By Cameron Rasmusson
Selkirk Outdoor Leadership and Education has long been a partner with the Backcountry Film Festival. But never before has it been the star of the show.
This year, the long-running collaboration between SOLE and the touring film show takes on a more personal quality with the debut of “SnowSchool,” a festival-featured movie about the local nonprofit’s work in environmental education. Locals will see some familiar sights when they catch the short film—along with all the other great festival movies—at its Panida Theater screening on Friday, Dec. 2.
“Our snow school program is part of a larger national snow school program,” SOLE founder and executive director Dennison Webb said. “But there’s never been a snow school film highlighted in the film festival before.”
A collaboration between SOLE and filmmaker Scott Rulander, “SnowSchool” focuses on SOLE’s place-based snow education program that covers snow-science, winter ecology, outdoor living, travel skills and avalanche awareness. Each winter, fourth- through 12th-graders take to Schweitzer on snowshoes to study their natural environment. “SnowSchool” combines insights from educators like Lake Pend Oreille School District Superintendent Shawn Woodward with footage of the snow school program itself, which is just one of dozens of snow schools across the country.
“The goal is to connect our local area youth to a sense of place—that is, their watershed—and its importance,” Webb said.
That made “SnowSchool’s” selection by the film festival committee all the more validating. While Webb knew that SOLE and the Backcountry Film Festival shared similar values, it was gratifying to learn that festival officials felt the program was worth sharing with thousands of audience members.
“It’s a recognition that our work is really important and should be highlighted,” he said.
The program isn’t just a chance to learn about regional ecology, Webb said. By comparing data collected on-site to larger trends happening throughout the world, students learn of their connection to a global ecosystem. That makes “SnowSchool” an apt choice for inclusion in a film festival screened in more than 100 theaters across the nation and in several countries.
“What’s really neat is that students are able to make more global connections and conclusions,” Webb said. “And it starts in their watershed.”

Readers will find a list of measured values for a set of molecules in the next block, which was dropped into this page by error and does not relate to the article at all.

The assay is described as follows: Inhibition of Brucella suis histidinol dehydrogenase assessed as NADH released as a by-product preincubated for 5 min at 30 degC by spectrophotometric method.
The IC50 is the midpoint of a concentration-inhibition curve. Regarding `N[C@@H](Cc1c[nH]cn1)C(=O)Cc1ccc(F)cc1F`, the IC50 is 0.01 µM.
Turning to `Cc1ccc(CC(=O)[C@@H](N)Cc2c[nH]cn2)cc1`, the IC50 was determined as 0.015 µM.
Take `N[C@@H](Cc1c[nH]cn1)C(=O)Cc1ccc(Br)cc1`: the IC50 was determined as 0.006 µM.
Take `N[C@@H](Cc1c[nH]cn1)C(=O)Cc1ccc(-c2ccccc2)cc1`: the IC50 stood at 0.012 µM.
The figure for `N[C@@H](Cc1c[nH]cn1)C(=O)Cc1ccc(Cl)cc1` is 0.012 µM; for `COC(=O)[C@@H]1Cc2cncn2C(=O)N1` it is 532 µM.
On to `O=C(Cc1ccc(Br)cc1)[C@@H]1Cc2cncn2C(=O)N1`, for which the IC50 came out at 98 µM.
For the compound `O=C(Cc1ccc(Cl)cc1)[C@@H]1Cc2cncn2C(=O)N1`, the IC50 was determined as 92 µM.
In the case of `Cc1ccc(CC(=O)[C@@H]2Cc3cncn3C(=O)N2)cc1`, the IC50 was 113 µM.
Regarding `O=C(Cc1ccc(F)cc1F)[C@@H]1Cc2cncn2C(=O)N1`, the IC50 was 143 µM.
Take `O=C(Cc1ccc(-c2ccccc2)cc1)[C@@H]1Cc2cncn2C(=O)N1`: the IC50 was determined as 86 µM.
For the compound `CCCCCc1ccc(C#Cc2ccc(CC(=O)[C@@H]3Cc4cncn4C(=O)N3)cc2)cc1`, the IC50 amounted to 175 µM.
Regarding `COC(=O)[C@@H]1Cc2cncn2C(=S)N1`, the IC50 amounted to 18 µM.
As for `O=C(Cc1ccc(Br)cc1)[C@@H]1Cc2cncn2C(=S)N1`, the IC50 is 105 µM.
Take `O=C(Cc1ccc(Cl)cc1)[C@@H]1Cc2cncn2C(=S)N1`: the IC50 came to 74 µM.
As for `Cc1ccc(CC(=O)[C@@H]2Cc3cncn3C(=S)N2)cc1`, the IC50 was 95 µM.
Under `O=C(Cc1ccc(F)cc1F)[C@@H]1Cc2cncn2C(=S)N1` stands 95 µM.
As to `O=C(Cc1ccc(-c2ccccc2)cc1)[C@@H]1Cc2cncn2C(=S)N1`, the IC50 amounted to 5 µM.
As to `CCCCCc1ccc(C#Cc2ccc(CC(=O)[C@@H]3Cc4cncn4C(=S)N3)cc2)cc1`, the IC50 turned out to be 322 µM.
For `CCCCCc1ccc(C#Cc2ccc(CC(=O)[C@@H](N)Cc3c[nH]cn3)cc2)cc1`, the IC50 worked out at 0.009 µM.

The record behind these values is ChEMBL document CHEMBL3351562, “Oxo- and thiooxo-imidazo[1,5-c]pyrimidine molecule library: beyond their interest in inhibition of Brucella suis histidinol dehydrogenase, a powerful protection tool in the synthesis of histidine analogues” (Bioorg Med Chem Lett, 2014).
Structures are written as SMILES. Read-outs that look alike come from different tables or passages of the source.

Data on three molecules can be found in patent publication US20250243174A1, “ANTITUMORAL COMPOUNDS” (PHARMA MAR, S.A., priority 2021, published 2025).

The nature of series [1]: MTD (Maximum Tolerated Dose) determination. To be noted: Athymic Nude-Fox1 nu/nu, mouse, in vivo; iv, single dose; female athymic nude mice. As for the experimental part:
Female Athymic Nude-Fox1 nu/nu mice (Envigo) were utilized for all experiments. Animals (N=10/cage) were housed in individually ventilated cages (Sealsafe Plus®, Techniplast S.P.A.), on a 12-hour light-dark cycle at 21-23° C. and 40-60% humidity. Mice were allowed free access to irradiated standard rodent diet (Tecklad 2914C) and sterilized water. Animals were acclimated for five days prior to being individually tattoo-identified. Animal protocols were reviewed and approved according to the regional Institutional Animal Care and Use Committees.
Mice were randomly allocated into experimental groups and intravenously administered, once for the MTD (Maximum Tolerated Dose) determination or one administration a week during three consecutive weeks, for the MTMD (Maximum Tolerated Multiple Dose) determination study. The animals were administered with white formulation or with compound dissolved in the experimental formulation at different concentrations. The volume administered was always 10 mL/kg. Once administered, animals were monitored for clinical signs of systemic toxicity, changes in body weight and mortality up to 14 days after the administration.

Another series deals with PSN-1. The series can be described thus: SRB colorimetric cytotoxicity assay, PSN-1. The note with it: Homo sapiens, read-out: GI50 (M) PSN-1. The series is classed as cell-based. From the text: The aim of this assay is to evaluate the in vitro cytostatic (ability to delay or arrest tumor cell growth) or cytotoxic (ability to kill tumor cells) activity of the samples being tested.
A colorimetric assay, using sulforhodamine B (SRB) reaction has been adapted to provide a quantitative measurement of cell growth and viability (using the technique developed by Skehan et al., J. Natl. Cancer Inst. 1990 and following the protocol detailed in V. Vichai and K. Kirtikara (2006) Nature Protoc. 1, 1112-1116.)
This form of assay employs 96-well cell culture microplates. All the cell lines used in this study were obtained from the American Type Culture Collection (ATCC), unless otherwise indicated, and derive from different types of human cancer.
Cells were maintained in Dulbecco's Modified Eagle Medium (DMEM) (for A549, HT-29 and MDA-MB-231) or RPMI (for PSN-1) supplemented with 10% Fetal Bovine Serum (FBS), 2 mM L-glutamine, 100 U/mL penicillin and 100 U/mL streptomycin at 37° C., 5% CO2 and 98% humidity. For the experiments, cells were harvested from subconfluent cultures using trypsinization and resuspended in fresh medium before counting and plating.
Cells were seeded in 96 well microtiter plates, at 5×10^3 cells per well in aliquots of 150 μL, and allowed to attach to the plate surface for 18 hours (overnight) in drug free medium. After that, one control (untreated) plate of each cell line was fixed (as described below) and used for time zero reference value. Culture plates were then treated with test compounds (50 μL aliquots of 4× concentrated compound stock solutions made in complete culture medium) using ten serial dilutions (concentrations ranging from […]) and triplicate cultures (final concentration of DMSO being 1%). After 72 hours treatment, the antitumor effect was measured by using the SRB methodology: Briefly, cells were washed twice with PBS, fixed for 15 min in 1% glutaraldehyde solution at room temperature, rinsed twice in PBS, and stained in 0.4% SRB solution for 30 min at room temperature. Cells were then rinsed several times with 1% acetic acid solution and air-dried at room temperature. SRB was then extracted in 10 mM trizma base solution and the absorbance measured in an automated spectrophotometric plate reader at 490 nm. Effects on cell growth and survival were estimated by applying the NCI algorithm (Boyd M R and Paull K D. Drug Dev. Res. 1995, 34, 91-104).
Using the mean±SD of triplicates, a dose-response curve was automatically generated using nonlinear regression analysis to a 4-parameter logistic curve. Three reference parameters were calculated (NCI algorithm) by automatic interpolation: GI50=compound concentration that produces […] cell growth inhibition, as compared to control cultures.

“SnowSchool” isn’t the only noteworthy film audiences will see at the Panida Theater next week. The festival will also span the worlds of trail guiding, action sports photography, trail running and the wintertime beauty of public lands. It’s a great lineup for a festival dedicated to connecting audiences around the country with their natural environments, a mission that has earned it nationwide acclaim. AmericanTowns Media recently included Backcountry alongside the likes of Roger Ebert’s Film Festival in its must-see festivals of 2016.
“The Backcountry Film Festival is known by and large as a festival that celebrates the human power of the backcountry experience,” Webb said.
The event also serves as one of SOLE’s primary annual fundraisers, which fuels its effort to educate all students regardless of family income. In the coming season, the nonprofit will work with more than 450 local students. To support the effort, drop by a SOLE meet-and-greet from 5-8 p.m. on Wednesday, Nov. 30, at Idaho Pour Authority. And don’t miss the 12th annual Backcountry Film Festival on the Panida screen a few days later.
“We encourage people to come out and support their local outdoor education nonprofit,” said Webb. “We are totally grassroots, so we really depend on the success of this event to provide snow school education for local area youth.”
Catch the Backcountry Film Festival Friday, Dec. 2, at the Panida Theater. Doors open at 6 p.m., and the festival starts at 7 p.m. Tickets are available at Evans Brothers Coffee Roasters, Alpine Shop, Eichardt’s, and the Panida Theater or online at www.panida.org. General admission costs $10.50, or SOLE supporters can buy a donation entry with three raffle tickets for $21. Just one donation ticket is enough to put a local student on the snow for a day.